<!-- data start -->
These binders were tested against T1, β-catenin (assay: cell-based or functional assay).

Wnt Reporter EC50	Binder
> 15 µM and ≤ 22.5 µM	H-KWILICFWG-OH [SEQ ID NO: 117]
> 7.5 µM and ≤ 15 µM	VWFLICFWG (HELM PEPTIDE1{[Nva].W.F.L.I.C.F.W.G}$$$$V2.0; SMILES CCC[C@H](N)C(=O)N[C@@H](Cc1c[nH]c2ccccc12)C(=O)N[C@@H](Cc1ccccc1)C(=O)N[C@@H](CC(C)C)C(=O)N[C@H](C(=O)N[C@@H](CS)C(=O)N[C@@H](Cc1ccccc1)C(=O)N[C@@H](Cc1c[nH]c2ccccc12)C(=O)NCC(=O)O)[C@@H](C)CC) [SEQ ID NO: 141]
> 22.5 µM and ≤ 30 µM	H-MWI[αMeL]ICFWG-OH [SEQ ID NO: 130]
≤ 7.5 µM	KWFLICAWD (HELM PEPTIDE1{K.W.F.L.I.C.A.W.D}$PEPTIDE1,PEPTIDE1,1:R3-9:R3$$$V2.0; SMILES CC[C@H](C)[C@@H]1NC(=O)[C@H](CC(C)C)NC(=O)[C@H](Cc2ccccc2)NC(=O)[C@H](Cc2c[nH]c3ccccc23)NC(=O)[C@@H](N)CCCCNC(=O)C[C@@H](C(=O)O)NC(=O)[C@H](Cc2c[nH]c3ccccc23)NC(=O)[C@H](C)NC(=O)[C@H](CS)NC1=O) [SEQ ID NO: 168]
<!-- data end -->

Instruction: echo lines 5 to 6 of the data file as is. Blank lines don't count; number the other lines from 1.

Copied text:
> 22.5 µM and ≤ 30 µM	H-MWI[αMeL]ICFWG-OH [SEQ ID NO: 130]
≤ 7.5 µM	KWFLICAWD (HELM PEPTIDE1{K.W.F.L.I.C.A.W.D}$PEPTIDE1,PEPTIDE1,1:R3-9:R3$$$V2.0; SMILES CC[C@H](C)[C@@H]1NC(=O)[C@H](CC(C)C)NC(=O)[C@H](Cc2ccccc2)NC(=O)[C@H](Cc2c[nH]c3ccccc23)NC(=O)[C@@H](N)CCCCNC(=O)C[C@@H](C(=O)O)NC(=O)[C@H](Cc2c[nH]c3ccccc23)NC(=O)[C@H](C)NC(=O)[C@H](CS)NC1=O) [SEQ ID NO: 168]